James Baldwin is counted among the greatest and most influential of American authors. He died in 1987 at the age of 65, but his novels and commentary on race, sexuality, class, bigotry, and social activism continue to influence and inform discussions on these issues today. Baldwin moved to France in 1948 at the age of 24. He sought to escape the limitations and danger a young, black, gay man faced in America, and to focus fully on his writing. He would go on to live most of his life as an expatriate, though he later suggested “commuter” was a more accurate description. Despite his years abroad, Baldwin’s connection to the United States and his exploration of American identity not only endured, but strengthened.
“I love America more than any other country in this world, and, exactly for this reason, I insist on the right to criticize her perpetually.” -Baldwin
During the 1960s and 1970s, a number of U.S. diplomats supported or attended cultural events or visits at which Baldwin spoke. Their memories of these encounters reflect the author’s international stature as an artist and activist, as well as the political and social attitudes of the time. Four USIS officers recall their experiences with Baldwin in 1960s, 1970s, and 1980s. Jacob Gillespie served as a USIA Rotational Officer in Accra, Ghana in 1962-63. Irving Sablosky was the Information Center Director in Hamburg 1965-68. Thomas F. Johnson was the Information Center Director in Heidelberg 1971-75. James C. Pollack was Program Manager for Foreign Policy and International Affairs Office, Washington, D.C. 1986-88. Charles Stuart Kennedy interviewed each man: Gillespie in 2010, Johnson in 2003, Pollock in 2002, and Sablosky in 2000.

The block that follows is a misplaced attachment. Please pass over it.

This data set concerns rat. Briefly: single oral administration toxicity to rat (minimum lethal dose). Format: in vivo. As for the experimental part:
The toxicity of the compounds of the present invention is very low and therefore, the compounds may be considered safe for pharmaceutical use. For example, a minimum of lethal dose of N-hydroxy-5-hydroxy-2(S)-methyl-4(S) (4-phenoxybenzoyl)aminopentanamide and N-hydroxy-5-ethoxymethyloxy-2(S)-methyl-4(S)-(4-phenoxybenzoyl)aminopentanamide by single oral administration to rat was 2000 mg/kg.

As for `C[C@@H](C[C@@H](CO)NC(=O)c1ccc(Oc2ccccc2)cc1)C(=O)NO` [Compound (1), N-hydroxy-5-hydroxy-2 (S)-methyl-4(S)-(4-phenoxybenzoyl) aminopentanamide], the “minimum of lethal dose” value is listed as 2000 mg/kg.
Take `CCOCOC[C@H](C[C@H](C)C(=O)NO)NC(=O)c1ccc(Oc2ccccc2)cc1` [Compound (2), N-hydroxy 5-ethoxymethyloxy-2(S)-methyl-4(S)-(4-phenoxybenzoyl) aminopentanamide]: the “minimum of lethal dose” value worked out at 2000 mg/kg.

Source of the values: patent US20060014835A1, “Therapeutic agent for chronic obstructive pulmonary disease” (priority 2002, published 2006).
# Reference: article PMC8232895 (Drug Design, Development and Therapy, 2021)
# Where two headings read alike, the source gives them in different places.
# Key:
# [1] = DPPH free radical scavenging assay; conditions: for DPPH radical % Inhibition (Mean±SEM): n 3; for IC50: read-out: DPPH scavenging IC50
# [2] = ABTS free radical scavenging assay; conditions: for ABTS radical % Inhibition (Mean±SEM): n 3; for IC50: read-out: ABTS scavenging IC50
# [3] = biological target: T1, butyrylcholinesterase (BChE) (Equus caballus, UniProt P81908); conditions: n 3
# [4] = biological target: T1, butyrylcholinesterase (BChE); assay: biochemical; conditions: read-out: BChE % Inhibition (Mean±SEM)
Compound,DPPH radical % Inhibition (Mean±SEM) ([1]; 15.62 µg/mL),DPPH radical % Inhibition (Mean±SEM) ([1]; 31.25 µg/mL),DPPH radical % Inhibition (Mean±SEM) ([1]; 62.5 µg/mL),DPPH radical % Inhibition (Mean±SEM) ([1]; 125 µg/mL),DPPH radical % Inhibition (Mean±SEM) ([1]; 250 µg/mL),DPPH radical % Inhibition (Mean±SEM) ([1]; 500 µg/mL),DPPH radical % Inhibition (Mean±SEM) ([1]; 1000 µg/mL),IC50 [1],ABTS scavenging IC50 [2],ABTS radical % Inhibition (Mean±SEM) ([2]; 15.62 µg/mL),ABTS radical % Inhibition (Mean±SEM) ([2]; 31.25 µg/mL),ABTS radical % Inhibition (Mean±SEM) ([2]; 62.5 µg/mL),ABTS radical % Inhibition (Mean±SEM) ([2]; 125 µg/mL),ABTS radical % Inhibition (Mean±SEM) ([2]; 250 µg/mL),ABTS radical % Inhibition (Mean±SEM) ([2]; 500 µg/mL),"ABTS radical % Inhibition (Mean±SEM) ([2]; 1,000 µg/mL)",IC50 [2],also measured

“I had to loan the USIS library my own copies of two of his works for an exhibit in the window before he gave a talk there….”
GILLESPIE: “[Baldwin] was traveling [to Ghana] with his sister trying to write some pieces for the New Yorker that he owed them. He had already received several advances to write about Africa. He never did write about Africa, but the work he owed New Yorker became “The Fire the Next Time,” one of his greatest works. He was not traveling for the U.S. government. He was still considered “risky.” I had to loan the USIS library my own copies of two of his works for an exhibit in the window before he gave a talk there. I was asked could you set up a chance for him to talk at the University. That was very easy. I talked to a couple of professors who were delighted to have Baldwin come out and sit with about 20 students. Of course for me the real thrill of it was just joining the CAO (Cultural Affairs Officer), Bill Davis, to brief him and the drive out to the university and back and having a drink afterwards. That became important to me.”
“We were honoring James Baldwin”
[Q: 1965 to 1968 was at the height of the civil rights movement in the United States. How was that playing in Germany? I mean, were you working on that?]